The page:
How to Build A Membership Site From Scratch

How to create a membership site

A membership site can be a great asset for your business. It’s not just a new source of income, but it’s also a place where you can create a community around your products and services. It’s one of the best ways to create a loyal following, and it’s a sustainable business model.

So how can you go about it?

In this article, we’ll explore building a membership site from scratch, and what to keep in mind when venturing into this model.

Step 1: Plan Your Membership Site

Membership sites come in a lot of shapes and sizes. For example, the membership section on Authority Hacker has an online course for aspiring authority site owners, and a Facebook group for all clients to interact with us, and with each other.

The membership feature is one of our monetization methods, but our website is just as focused on affiliate marketing

That doesn’t mean your site has to follow the same formula.

Another option is to build your entire site around the membership aspect of it. Even the entire membership platform, along with forums and communications, can be hosted on a site. It doesn’t have to be a Facebook group.

We found the Facebook aspect of it easier to manage, for us. But that doesn’t mean it’s the right option for everyone. You should plan your own platform, based on what you can offer, and what you need. Choose the structure of it accordingly.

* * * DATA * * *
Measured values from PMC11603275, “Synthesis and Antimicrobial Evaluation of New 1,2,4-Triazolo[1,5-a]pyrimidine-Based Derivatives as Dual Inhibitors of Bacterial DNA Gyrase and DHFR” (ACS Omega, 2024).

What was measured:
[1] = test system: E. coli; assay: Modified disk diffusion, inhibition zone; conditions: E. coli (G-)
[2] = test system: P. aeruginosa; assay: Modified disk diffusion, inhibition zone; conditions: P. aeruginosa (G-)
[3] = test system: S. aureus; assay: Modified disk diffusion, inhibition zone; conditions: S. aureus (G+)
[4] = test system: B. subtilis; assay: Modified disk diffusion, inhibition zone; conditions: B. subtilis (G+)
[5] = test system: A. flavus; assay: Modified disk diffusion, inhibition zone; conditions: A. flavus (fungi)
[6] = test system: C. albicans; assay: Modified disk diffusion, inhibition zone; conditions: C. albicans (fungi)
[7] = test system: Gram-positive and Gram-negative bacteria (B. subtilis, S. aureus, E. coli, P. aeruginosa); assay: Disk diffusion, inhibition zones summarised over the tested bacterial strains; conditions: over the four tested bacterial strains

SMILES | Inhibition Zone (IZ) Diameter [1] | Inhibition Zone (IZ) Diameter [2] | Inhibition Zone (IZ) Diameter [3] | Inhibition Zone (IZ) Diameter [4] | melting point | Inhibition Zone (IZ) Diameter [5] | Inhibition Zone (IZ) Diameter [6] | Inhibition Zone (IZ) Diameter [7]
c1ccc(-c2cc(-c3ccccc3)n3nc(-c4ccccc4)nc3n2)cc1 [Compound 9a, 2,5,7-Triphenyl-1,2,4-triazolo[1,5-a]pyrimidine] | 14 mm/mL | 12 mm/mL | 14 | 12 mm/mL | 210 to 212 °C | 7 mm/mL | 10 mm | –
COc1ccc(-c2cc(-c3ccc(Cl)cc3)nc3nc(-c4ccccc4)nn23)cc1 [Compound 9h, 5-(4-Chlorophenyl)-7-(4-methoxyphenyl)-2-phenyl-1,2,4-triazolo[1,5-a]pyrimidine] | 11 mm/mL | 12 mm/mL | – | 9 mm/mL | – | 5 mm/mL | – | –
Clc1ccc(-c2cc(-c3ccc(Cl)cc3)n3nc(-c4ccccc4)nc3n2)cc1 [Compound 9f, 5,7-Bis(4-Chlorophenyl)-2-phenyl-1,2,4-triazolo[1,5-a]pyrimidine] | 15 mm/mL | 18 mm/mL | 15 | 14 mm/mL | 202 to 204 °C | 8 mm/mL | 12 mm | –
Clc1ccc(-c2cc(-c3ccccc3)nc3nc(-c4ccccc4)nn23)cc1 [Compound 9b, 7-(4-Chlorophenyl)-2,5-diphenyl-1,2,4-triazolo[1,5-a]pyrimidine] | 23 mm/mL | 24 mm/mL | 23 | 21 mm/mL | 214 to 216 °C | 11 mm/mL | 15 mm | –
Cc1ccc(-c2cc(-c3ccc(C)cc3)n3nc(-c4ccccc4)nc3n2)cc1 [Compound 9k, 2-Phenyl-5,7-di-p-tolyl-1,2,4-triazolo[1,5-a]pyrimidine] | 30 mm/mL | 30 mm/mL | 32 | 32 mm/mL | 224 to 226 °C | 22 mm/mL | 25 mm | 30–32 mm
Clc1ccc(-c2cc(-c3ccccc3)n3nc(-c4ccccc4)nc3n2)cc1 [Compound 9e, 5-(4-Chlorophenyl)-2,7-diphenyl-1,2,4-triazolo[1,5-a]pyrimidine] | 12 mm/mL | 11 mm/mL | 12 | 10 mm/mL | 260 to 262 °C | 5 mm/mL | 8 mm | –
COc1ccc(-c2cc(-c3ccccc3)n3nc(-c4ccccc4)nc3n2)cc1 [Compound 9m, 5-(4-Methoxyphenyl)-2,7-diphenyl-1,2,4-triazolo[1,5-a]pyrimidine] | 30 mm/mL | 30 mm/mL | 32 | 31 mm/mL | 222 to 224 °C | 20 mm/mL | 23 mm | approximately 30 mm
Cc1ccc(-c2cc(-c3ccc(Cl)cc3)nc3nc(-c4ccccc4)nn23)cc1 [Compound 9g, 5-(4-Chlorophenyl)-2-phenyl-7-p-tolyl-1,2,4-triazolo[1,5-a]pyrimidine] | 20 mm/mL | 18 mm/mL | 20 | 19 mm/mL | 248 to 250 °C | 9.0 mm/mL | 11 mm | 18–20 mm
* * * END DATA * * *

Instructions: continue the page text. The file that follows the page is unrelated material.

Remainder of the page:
Other important aspects to clarify from the beginning are:

  • What value will members get from your site?
  • How will that value be transmitted?
  • What sets your site apart from your competition?
  • How do you want interactions between members to take place?

If you have good answers for these questions, building a membership site from scratch is easier. You’ll be able to create the platform, and your branding materials with ease once you have a direction for the site.

Membership Site

Step 2: Tech Solutions

The first thing you’ll need when building a membership site from scratch is a way to build the actual site. For people that aren’t experienced in web development, or that don’t have the funds to hire professional web developers, we recommend a page builder – WordPress combination. It’s what we used to create all of our sites, and it’s a reliable method for the average person to create a site.

Thrive Architect, Divi, or Elementor are all good options. Divi has tons of beautiful templates to kickstart your development process, Thrive Architect is filled to the brim with conversion rate optimization features, and Elementor is an all-around good solution, with a good free version to get you started if you’re on a budget.

Once you have the frontend of the site ready, it’s time to work on the actual membership platform. Membership management tools like Wild Apricot or Member Clicks help you through this part of the process, but they’re not the only tools you’ll need. If you want to offer a course along with a members area, you’ll also need an LMS (Learning Management System) like Learndash.